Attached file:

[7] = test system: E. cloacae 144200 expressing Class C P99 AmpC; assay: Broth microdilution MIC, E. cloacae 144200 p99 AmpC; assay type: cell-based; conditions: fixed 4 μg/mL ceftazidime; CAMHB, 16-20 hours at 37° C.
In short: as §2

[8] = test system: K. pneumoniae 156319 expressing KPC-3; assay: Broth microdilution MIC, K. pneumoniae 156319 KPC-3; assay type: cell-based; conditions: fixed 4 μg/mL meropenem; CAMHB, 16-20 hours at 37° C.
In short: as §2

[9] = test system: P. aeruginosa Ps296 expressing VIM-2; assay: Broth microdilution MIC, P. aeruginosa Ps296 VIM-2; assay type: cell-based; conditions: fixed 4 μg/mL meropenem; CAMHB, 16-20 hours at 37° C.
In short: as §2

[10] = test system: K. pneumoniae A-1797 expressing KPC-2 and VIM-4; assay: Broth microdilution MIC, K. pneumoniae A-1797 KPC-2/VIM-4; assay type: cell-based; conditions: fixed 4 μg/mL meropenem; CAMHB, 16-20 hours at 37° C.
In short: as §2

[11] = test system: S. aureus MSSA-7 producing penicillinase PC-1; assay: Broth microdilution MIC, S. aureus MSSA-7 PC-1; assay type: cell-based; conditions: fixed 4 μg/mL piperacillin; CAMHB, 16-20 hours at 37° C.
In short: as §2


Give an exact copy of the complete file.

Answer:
[7] = test system: E. cloacae 144200 expressing Class C P99 AmpC; assay: Broth microdilution MIC, E. cloacae 144200 p99 AmpC; assay type: cell-based; conditions: fixed 4 μg/mL ceftazidime; CAMHB, 16-20 hours at 37° C.
In short: as §2

[8] = test system: K. pneumoniae 156319 expressing KPC-3; assay: Broth microdilution MIC, K. pneumoniae 156319 KPC-3; assay type: cell-based; conditions: fixed 4 μg/mL meropenem; CAMHB, 16-20 hours at 37° C.
In short: as §2

[9] = test system: P. aeruginosa Ps296 expressing VIM-2; assay: Broth microdilution MIC, P. aeruginosa Ps296 VIM-2; assay type: cell-based; conditions: fixed 4 μg/mL meropenem; CAMHB, 16-20 hours at 37° C.
In short: as §2

[10] = test system: K. pneumoniae A-1797 expressing KPC-2 and VIM-4; assay: Broth microdilution MIC, K. pneumoniae A-1797 KPC-2/VIM-4; assay type: cell-based; conditions: fixed 4 μg/mL meropenem; CAMHB, 16-20 hours at 37° C.
In short: as §2

[11] = test system: S. aureus MSSA-7 producing penicillinase PC-1; assay: Broth microdilution MIC, S. aureus MSSA-7 PC-1; assay type: cell-based; conditions: fixed 4 μg/mL piperacillin; CAMHB, 16-20 hours at 37° C.
In short: as §2